Melania Trump faces new plagiarism row over cyber-safety booklet

  • Published
Media caption,

How Melania's cause compares to previous campaigns

US First Lady Melania Trump has been caught up in another plagiarism row, following the launch of her new online safety for children campaign on Monday.

A booklet put out by Mrs Trump bore a striking resemblance to one published under the Obama administration.

The text and graphics of the "Be Best" booklet were nearly identical to those in the previous edition.

The White House said that Mrs Trump had sought to used her position to "amplify" the text's positive message.

After commentators picked up on very close similarities between the two speeches, Meredith McIver, a Trump administration staff member who wrote Mrs Trump's speech, admitted borrowing from Mrs Obama.

Media caption,

Did Melania Trump's speech copy Michelle Obama's?

Mrs Trump's online safety booklet was initially billed on the initiative's website as being "by First Lady Melania Trump and the Federal Trade Commission".

After similarities to the Obama-era edition were picked up online, the text was revised to describe it as a "Federal Trade Commission booklet, promoted by First Lady Melania Trump".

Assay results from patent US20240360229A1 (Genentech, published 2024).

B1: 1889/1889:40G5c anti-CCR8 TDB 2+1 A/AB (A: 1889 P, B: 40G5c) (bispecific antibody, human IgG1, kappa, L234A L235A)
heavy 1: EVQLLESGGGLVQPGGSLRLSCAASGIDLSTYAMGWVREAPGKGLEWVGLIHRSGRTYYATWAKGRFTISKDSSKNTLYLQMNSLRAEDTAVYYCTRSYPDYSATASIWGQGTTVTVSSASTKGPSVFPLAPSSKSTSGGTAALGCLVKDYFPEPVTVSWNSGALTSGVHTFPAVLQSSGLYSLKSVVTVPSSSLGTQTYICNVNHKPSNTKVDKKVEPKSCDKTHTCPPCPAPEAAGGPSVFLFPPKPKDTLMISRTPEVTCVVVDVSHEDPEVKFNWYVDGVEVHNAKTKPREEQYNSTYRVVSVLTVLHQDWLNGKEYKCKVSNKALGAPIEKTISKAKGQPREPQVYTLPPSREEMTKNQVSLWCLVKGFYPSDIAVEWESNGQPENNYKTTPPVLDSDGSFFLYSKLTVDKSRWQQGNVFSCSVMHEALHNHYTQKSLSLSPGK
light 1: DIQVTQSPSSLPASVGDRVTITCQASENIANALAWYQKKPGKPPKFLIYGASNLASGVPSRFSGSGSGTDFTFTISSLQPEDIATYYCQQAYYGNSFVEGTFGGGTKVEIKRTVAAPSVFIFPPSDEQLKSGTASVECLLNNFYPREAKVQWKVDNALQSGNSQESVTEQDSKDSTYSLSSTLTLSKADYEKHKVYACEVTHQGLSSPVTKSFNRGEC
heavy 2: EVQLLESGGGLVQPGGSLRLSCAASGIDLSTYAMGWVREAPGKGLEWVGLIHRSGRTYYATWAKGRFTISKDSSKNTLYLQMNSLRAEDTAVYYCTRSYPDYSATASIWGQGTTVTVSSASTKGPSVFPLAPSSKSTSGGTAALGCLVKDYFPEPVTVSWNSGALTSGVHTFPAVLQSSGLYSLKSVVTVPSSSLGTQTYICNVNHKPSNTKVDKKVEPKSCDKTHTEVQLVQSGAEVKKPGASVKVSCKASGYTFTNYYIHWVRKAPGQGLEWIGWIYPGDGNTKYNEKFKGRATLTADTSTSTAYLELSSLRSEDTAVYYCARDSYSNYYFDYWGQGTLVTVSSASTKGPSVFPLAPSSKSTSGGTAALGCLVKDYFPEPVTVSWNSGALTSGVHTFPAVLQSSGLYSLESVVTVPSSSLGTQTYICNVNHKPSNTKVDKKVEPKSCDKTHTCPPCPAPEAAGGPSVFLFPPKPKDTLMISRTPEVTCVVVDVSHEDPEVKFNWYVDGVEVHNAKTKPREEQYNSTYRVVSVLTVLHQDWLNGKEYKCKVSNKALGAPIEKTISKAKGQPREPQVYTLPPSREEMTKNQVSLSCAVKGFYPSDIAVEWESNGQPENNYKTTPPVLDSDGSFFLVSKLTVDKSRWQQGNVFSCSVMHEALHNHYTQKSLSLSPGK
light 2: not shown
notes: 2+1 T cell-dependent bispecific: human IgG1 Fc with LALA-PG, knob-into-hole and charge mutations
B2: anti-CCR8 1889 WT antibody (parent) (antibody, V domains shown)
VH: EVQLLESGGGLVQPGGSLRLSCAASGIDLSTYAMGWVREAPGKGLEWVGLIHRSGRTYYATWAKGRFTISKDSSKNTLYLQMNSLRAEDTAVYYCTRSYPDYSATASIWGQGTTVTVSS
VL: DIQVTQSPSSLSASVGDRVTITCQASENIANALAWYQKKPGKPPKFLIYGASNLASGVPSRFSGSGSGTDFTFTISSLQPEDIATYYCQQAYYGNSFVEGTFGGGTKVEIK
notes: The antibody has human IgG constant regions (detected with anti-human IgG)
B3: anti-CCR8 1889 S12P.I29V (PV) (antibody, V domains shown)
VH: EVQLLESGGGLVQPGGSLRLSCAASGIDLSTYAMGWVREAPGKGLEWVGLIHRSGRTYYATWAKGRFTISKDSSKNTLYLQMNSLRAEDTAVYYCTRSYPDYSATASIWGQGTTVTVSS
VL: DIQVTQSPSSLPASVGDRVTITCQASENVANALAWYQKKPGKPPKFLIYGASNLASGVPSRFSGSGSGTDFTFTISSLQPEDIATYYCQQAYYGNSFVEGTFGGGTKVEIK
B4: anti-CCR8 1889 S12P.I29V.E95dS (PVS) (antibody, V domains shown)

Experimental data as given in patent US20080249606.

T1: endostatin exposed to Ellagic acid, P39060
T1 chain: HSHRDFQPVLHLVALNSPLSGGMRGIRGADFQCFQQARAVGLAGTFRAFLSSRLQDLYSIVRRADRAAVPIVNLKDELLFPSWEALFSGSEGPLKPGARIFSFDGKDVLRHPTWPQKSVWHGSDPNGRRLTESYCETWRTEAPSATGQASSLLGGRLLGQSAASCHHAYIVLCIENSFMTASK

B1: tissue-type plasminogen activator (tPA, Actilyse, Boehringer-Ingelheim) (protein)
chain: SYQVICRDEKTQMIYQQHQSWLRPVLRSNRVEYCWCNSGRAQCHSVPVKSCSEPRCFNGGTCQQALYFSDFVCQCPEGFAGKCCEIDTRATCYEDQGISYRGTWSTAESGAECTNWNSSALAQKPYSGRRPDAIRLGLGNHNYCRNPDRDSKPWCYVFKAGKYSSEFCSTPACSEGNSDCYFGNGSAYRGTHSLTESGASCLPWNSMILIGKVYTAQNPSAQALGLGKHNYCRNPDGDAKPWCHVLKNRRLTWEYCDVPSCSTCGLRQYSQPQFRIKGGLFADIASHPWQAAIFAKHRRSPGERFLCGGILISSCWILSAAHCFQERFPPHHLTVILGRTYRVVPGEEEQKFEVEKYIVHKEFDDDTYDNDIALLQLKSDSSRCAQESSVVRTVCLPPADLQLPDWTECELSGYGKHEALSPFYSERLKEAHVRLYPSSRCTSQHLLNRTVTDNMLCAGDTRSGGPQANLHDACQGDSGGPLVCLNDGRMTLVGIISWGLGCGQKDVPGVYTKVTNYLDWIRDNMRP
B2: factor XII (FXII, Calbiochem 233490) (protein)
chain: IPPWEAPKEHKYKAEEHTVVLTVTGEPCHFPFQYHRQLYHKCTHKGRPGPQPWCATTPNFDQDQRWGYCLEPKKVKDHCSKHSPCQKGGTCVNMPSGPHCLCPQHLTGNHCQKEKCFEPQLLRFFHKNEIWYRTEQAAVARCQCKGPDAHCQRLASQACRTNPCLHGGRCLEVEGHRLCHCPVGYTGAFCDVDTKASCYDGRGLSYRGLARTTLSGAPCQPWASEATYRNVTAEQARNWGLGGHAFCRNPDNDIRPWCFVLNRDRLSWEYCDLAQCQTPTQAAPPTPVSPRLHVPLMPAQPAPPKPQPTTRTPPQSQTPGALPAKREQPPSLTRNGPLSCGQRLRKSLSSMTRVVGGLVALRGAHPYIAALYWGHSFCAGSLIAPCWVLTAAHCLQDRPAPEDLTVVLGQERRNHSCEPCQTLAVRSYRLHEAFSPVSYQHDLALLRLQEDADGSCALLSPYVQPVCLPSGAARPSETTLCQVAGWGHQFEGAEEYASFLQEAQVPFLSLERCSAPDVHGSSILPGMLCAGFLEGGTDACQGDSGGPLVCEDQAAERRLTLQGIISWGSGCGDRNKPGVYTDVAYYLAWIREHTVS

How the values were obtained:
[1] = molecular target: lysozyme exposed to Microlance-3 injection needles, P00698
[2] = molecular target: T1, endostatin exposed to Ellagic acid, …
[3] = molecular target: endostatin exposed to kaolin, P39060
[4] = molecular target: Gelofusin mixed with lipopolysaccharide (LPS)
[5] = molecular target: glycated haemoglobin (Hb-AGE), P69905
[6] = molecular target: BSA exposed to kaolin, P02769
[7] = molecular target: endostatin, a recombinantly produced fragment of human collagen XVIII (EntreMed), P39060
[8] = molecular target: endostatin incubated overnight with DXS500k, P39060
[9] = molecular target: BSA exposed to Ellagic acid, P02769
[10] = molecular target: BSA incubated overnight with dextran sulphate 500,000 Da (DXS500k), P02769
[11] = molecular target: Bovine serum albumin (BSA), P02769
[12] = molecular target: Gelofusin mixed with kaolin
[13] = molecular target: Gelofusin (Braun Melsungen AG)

A White House statement released on Tuesday accused "opposition" media of taking "a day meant to promote kindness and positive efforts on behalf of children, to instead lob baseless accusations towards the First Lady and her new initiatives".

It said that the Be Best initiative was aimed at supporting children and opening dialogue on issues affecting them - including by helping the Federal Trade Commission to promote the booklet - and called on media workers "to attempt to Be Best in their own professions" by focussing on Mrs Trump's programme.

Image caption,
A sample from the two booklets: 2014 on the left, and the Melania Trump version on the right

Launching the "Be Best" initiative at the White House on Monday, Mrs Trump said the aim was to promote healthy living, encourage positive use of social media, and combat opioid abuse.

"As we all know, social media can both positively and negatively affect our children, but too often it is used in negative ways," she said.

Her decision to focus on cyber-bullying has prompted questions about the behaviour of her husband, who frequently uses Twitter to attack and insult his opponents.

Image caption,
The 2014 version, left, and Melania Trump version, right

Mr Trump was widely criticised in 2017 when he used the platform to call TV hosts Mika Brzezinski and Joe Scarborough "low I.Q. Crazy Mika" and "Psycho Joe", and claimed he saw Ms Brzezinski "bleeding badly from a face-lift".

White House Press Secretary Sarah Sanders was asked ahead of the launch of the initiative whether President Trump believed he bore any responsibility for the need to address cyber-bullying.

"I think the idea that you're trying to blame cyber-bullying on the president is kind of ridiculous," she said.

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